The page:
Composition Table or Cayley Table

A binary operation in a finite set can completely be described by means of a table. This table is known as a composition table. The composition table helps us to verify most of the properties satisfied by the binary operations. This table can be formed as follows:

(i) Write the elements of the set (which are finite in number) in a row as well as in a column.

(ii) Write the element associated to the ordered pair $$\left( {{a_i},{a_j}} \right)$$ at the intersection of the row headed by $${a_i}$$ and the column headed by $${a_j}$$. Thus ($$ith$$ entry on the left) $$ \times $$($$jth$$ entry on the top) = entry where the $$ith$$ row and $$jth$$ column intersect.

For example, the composition table for the group $$\left\{ {0,1,2,3,4} \right\}$$ for the operation of addition is given below:

  0 1 2 3 4
0 0 1 2 3 4
1 1 2 3 4 5
2 2 3 4 5 6
3 3 4 5 6 7
4 4 5 6 7 8

In the above example, the first element of the first row in the body of the table, 0, is obtained by adding the first element 0 of the head row and the first element 0 of the head column. Similarly the third element of the 4th row (5) is obtained by adding the third element 2 of the head row and the fourth element of the head column and so on.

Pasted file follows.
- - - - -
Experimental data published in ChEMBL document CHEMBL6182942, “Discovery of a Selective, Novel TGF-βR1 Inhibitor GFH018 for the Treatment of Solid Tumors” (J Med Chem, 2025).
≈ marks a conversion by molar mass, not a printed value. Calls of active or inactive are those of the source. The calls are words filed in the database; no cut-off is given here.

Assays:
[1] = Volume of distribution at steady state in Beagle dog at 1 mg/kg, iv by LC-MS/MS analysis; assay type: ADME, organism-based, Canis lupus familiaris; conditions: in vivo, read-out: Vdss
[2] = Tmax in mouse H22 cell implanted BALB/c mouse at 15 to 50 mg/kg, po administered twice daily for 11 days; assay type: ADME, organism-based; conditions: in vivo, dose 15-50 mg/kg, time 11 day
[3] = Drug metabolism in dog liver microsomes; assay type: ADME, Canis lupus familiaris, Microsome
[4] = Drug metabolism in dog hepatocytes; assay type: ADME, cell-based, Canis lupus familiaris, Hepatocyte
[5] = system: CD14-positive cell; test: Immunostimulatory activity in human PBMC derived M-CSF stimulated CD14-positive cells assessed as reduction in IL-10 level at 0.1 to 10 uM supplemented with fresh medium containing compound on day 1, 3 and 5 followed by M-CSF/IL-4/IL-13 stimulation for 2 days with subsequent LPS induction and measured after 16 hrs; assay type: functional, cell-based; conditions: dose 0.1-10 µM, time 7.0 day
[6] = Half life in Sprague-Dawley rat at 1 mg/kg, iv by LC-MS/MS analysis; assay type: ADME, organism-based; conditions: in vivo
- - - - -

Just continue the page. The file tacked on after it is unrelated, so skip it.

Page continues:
An operation represented by the composition table will be binary, if every entry of the composition table belongs to the given set. It is to be noted that composition table contains all possible combinations of two elements with respect to the operation.


(1) It should be noted that the elements of the set should be written in the same order both in the top border and the left border of the table while preparing the composition table.

(2) Generally a table which defines a binary operation “.” on a set is called a multiplication table. When the operation is “+” the table is called an addition table.